Monday, April 29, 2013

Proposed changes in immunization rules for schools, child care

The Minnesota Department of Health is proposing to make changes in the state’s school immunization rules that would bring the law up to date with current recommendations and practices.

The proposed changes to immunization requirements for children in child care and grades pre-K-12 would:

  • Require Hepatitis A and B vaccination for children enrolling in child care or school-based early childhood programs.
  • Replace the current seventh- grade tetanus-diphtheria (Td) requirement with a vaccine that also includes pertussis (Tdap).
  • Require secondary students to have meningococcal vaccination beginning in seventh grade.

If approved, the proposed changes would take effect beginning in September 2014. They do not change the medical exemption or the option for parents to decline any or all vaccines for conscientious reasons

The department plans to adopt the changes through its rulemaking authority without a public hearing. If, however, 25 or more people submit a written request for a hearing on the rules by 4:30 p.m. on Friday, May 31, the department will hold a public hearing. Information on how to request a hearing or comment on the rules can be found at: If a hearing is held, it will be conducted by Administrative Law Judge Eric L. Lipman, beginning at 9:30 a.m. on Thursday, June 27, in room B144 Orville L. Freeman Building, 625 N. Robert St., St. Paul, MN 55155. A Notice of Intent to Adopt was published in the State Register on April 29.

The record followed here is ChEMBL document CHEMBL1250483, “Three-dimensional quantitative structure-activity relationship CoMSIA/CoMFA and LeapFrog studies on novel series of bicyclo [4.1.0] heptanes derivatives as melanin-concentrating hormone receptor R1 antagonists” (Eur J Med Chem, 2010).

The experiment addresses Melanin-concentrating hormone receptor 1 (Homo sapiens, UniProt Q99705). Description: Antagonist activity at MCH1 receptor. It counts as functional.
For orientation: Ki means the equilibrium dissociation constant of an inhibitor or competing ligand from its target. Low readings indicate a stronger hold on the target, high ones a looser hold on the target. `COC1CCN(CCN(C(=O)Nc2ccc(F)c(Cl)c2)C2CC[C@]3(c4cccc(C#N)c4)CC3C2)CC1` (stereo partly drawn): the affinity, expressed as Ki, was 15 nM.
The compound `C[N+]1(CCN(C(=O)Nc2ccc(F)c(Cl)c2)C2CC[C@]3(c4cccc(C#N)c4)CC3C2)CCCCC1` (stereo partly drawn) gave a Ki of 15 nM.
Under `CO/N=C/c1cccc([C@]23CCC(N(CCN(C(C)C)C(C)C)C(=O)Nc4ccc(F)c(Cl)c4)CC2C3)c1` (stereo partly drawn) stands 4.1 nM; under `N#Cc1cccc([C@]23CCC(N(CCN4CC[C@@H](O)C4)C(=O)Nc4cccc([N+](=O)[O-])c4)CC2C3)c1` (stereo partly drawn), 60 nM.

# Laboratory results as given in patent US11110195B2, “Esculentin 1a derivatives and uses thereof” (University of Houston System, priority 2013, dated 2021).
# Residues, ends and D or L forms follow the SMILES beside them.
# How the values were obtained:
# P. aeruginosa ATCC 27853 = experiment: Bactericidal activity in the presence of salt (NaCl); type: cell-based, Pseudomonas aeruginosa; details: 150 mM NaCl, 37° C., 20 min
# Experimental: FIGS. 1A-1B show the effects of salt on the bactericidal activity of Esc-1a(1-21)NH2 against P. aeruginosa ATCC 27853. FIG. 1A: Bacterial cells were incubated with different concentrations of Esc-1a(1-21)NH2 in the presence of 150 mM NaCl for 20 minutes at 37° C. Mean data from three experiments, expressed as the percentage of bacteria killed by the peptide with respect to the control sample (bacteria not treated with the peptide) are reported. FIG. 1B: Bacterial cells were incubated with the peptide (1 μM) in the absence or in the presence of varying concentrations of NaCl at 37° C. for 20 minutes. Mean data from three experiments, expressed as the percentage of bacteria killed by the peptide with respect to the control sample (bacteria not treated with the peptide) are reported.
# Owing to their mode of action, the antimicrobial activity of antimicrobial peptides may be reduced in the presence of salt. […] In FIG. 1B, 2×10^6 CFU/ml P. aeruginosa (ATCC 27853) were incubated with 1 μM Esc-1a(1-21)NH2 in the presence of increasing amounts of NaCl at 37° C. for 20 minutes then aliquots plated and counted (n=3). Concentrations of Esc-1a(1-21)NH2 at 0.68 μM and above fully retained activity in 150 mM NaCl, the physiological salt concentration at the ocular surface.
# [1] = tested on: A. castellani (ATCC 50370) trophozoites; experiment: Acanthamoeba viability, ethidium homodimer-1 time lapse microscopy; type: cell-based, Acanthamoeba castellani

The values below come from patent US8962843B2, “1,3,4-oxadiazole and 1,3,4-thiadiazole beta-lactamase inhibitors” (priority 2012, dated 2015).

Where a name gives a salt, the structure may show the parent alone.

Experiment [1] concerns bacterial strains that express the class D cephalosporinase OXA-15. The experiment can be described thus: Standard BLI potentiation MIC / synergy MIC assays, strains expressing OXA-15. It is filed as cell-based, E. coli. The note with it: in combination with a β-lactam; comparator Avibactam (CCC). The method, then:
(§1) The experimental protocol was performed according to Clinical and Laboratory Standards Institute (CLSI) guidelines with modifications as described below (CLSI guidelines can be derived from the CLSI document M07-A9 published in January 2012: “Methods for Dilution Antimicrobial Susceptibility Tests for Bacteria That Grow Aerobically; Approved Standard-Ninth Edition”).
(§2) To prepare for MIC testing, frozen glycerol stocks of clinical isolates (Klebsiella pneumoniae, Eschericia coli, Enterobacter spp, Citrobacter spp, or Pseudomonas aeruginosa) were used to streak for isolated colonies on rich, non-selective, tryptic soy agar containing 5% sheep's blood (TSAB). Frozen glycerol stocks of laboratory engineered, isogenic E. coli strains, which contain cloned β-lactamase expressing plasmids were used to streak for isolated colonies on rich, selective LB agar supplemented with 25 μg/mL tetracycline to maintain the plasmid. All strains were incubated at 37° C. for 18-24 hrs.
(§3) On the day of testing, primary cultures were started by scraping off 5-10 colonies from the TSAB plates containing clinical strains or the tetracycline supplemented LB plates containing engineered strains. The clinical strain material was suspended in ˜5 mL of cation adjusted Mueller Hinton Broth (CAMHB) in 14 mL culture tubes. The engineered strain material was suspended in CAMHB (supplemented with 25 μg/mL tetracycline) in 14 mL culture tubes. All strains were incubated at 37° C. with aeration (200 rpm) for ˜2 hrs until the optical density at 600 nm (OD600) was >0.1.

Some additional proposed changes to the school and child care immunization rules make modifications in the timing of certain doses of required vaccines to match current medically acceptable standards and put early childhood programs that meet regularly for six weeks or more under the immunization rule. More details on the proposed changes are on the MDH immunizations website at:

The changes being proposed are recommended by the Centers for Disease Control’s Advisory Committee on Immunizations Practices (ACIP) as well as other professional groups.

“These changes bring Minnesota’s immunization requirements up to date with current, evidence-based national immunizations recommendations,” said Kristen Ehresmann, director of infectious diseases for MDH. “Our ultimate goal is to make sure all children in Minnesota have the opportunity to be protected from these diseases that can cause serious illness or even death – but that can be prevented through simple vaccination.”